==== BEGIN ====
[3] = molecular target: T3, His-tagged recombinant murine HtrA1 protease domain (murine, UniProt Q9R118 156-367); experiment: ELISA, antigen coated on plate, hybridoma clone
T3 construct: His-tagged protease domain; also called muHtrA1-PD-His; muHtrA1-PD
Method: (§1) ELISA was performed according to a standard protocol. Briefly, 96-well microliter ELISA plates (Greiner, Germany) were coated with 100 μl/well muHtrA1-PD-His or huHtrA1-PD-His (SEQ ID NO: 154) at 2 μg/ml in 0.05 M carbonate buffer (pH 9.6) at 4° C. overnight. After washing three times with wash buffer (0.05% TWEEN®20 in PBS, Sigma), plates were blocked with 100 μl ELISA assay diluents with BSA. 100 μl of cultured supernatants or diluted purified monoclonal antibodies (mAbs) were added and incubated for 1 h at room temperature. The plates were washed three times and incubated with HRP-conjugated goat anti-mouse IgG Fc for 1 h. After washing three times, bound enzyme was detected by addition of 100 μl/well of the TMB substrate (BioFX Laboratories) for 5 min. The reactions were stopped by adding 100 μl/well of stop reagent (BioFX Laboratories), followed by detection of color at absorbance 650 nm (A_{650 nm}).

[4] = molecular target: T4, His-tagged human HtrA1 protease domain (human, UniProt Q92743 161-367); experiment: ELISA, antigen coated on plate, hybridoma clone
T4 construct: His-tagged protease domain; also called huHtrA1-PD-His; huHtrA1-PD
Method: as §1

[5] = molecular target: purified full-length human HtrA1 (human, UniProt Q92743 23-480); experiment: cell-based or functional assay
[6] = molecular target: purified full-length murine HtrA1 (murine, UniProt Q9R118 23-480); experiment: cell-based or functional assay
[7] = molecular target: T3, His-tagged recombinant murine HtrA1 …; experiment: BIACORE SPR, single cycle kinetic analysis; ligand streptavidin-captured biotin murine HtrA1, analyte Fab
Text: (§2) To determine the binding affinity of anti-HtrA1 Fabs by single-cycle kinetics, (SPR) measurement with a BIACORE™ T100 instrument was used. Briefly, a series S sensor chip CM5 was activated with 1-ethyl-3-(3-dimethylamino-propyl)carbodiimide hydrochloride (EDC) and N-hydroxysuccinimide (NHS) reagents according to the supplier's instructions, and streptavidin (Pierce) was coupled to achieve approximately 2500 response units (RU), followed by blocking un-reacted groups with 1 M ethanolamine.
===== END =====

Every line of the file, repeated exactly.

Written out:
[3] = molecular target: T3, His-tagged recombinant murine HtrA1 protease domain (murine, UniProt Q9R118 156-367); experiment: ELISA, antigen coated on plate, hybridoma clone
T3 construct: His-tagged protease domain; also called muHtrA1-PD-His; muHtrA1-PD
Method: (§1) ELISA was performed according to a standard protocol. Briefly, 96-well microliter ELISA plates (Greiner, Germany) were coated with 100 μl/well muHtrA1-PD-His or huHtrA1-PD-His (SEQ ID NO: 154) at 2 μg/ml in 0.05 M carbonate buffer (pH 9.6) at 4° C. overnight. After washing three times with wash buffer (0.05% TWEEN®20 in PBS, Sigma), plates were blocked with 100 μl ELISA assay diluents with BSA. 100 μl of cultured supernatants or diluted purified monoclonal antibodies (mAbs) were added and incubated for 1 h at room temperature. The plates were washed three times and incubated with HRP-conjugated goat anti-mouse IgG Fc for 1 h. After washing three times, bound enzyme was detected by addition of 100 μl/well of the TMB substrate (BioFX Laboratories) for 5 min. The reactions were stopped by adding 100 μl/well of stop reagent (BioFX Laboratories), followed by detection of color at absorbance 650 nm (A_{650 nm}).

[4] = molecular target: T4, His-tagged human HtrA1 protease domain (human, UniProt Q92743 161-367); experiment: ELISA, antigen coated on plate, hybridoma clone
T4 construct: His-tagged protease domain; also called huHtrA1-PD-His; huHtrA1-PD
Method: as §1

[5] = molecular target: purified full-length human HtrA1 (human, UniProt Q92743 23-480); experiment: cell-based or functional assay
[6] = molecular target: purified full-length murine HtrA1 (murine, UniProt Q9R118 23-480); experiment: cell-based or functional assay
[7] = molecular target: T3, His-tagged recombinant murine HtrA1 …; experiment: BIACORE SPR, single cycle kinetic analysis; ligand streptavidin-captured biotin murine HtrA1, analyte Fab
Text: (§2) To determine the binding affinity of anti-HtrA1 Fabs by single-cycle kinetics, (SPR) measurement with a BIACORE™ T100 instrument was used. Briefly, a series S sensor chip CM5 was activated with 1-ethyl-3-(3-dimethylamino-propyl)carbodiimide hydrochloride (EDC) and N-hydroxysuccinimide (NHS) reagents according to the supplier's instructions, and streptavidin (Pierce) was coupled to achieve approximately 2500 response units (RU), followed by blocking un-reacted groups with 1 M ethanolamine.